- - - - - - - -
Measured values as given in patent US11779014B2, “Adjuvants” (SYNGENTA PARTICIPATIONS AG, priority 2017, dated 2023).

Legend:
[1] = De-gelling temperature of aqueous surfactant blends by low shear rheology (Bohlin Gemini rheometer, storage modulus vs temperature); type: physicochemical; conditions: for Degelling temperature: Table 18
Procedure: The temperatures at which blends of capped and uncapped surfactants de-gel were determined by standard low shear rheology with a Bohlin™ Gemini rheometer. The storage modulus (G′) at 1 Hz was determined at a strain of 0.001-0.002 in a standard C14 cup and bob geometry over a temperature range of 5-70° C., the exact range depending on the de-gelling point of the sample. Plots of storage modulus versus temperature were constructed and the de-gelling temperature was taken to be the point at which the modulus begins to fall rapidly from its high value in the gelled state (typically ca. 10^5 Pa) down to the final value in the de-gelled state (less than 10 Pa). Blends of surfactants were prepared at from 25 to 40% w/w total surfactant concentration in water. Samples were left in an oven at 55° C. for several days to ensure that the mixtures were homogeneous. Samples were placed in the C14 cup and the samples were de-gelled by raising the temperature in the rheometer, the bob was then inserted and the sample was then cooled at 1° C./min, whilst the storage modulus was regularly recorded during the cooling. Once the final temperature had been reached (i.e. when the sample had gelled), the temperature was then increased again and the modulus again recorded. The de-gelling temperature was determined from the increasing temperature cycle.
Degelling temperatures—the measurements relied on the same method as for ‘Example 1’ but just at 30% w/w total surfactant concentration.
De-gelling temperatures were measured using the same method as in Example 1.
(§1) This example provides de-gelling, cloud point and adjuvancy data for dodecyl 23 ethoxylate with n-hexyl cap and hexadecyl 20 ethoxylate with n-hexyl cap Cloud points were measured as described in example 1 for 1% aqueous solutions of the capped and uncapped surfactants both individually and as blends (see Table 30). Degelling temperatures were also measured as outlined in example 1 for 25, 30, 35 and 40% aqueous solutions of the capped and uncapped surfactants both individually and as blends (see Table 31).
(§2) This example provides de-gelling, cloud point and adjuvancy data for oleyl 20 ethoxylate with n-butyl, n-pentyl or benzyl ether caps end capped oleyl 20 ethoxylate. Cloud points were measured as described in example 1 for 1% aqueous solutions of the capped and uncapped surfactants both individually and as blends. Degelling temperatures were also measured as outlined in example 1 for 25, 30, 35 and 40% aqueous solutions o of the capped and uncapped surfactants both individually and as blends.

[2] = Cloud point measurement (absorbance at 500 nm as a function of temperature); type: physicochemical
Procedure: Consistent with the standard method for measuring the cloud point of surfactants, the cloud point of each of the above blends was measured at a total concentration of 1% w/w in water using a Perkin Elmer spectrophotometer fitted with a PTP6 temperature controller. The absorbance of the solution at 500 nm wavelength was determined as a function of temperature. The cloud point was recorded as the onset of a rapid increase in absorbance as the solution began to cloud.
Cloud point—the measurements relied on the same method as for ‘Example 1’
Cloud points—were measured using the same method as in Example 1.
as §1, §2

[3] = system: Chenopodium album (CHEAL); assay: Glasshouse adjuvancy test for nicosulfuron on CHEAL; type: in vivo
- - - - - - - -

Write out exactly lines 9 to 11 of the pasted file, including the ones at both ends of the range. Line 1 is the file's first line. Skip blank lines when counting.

[2] = Cloud point measurement (absorbance at 500 nm as a function of temperature); type: physicochemical
Procedure: Consistent with the standard method for measuring the cloud point of surfactants, the cloud point of each of the above blends was measured at a total concentration of 1% w/w in water using a Perkin Elmer spectrophotometer fitted with a PTP6 temperature controller. The absorbance of the solution at 500 nm wavelength was determined as a function of temperature. The cloud point was recorded as the onset of a rapid increase in absorbance as the solution began to cloud.
Cloud point—the measurements relied on the same method as for ‘Example 1’